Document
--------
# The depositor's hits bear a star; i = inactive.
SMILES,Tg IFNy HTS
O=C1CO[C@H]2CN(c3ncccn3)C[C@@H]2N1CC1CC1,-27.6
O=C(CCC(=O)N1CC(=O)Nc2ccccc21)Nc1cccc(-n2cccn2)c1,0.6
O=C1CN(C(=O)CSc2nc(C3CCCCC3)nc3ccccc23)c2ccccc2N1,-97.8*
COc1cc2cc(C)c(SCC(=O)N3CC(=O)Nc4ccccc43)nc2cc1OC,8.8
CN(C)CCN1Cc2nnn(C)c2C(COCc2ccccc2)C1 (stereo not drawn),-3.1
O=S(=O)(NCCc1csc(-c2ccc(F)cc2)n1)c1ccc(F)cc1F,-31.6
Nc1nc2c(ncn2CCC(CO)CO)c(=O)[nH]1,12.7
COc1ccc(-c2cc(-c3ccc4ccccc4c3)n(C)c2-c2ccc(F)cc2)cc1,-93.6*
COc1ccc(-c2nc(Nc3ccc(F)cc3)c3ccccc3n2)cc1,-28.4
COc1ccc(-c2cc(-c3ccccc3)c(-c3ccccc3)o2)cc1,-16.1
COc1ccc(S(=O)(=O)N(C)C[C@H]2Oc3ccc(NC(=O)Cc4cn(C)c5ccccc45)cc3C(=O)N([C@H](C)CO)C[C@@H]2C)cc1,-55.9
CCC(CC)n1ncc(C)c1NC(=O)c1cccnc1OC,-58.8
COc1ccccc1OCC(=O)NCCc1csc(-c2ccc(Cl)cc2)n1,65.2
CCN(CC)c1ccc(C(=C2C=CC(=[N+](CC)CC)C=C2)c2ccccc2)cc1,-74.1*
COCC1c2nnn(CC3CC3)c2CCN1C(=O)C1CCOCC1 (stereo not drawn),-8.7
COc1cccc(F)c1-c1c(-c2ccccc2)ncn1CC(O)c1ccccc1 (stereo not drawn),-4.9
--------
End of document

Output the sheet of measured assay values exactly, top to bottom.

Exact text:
# The depositor's hits bear a star; i = inactive.
SMILES,Tg IFNy HTS
O=C1CO[C@H]2CN(c3ncccn3)C[C@@H]2N1CC1CC1,-27.6
O=C(CCC(=O)N1CC(=O)Nc2ccccc21)Nc1cccc(-n2cccn2)c1,0.6
O=C1CN(C(=O)CSc2nc(C3CCCCC3)nc3ccccc23)c2ccccc2N1,-97.8*
COc1cc2cc(C)c(SCC(=O)N3CC(=O)Nc4ccccc43)nc2cc1OC,8.8
CN(C)CCN1Cc2nnn(C)c2C(COCc2ccccc2)C1 (stereo not drawn),-3.1
O=S(=O)(NCCc1csc(-c2ccc(F)cc2)n1)c1ccc(F)cc1F,-31.6
Nc1nc2c(ncn2CCC(CO)CO)c(=O)[nH]1,12.7
COc1ccc(-c2cc(-c3ccc4ccccc4c3)n(C)c2-c2ccc(F)cc2)cc1,-93.6*
COc1ccc(-c2nc(Nc3ccc(F)cc3)c3ccccc3n2)cc1,-28.4
COc1ccc(-c2cc(-c3ccccc3)c(-c3ccccc3)o2)cc1,-16.1
COc1ccc(S(=O)(=O)N(C)C[C@H]2Oc3ccc(NC(=O)Cc4cn(C)c5ccccc45)cc3C(=O)N([C@H](C)CO)C[C@@H]2C)cc1,-55.9
CCC(CC)n1ncc(C)c1NC(=O)c1cccnc1OC,-58.8
COc1ccccc1OCC(=O)NCCc1csc(-c2ccc(Cl)cc2)n1,65.2
CCN(CC)c1ccc(C(=C2C=CC(=[N+](CC)CC)C=C2)c2ccccc2)cc1,-74.1*
COCC1c2nnn(CC3CC3)c2CCN1C(=O)C1CCOCC1 (stereo not drawn),-8.7
COc1cccc(F)c1-c1c(-c2ccccc2)ncn1CC(O)c1ccccc1 (stereo not drawn),-4.9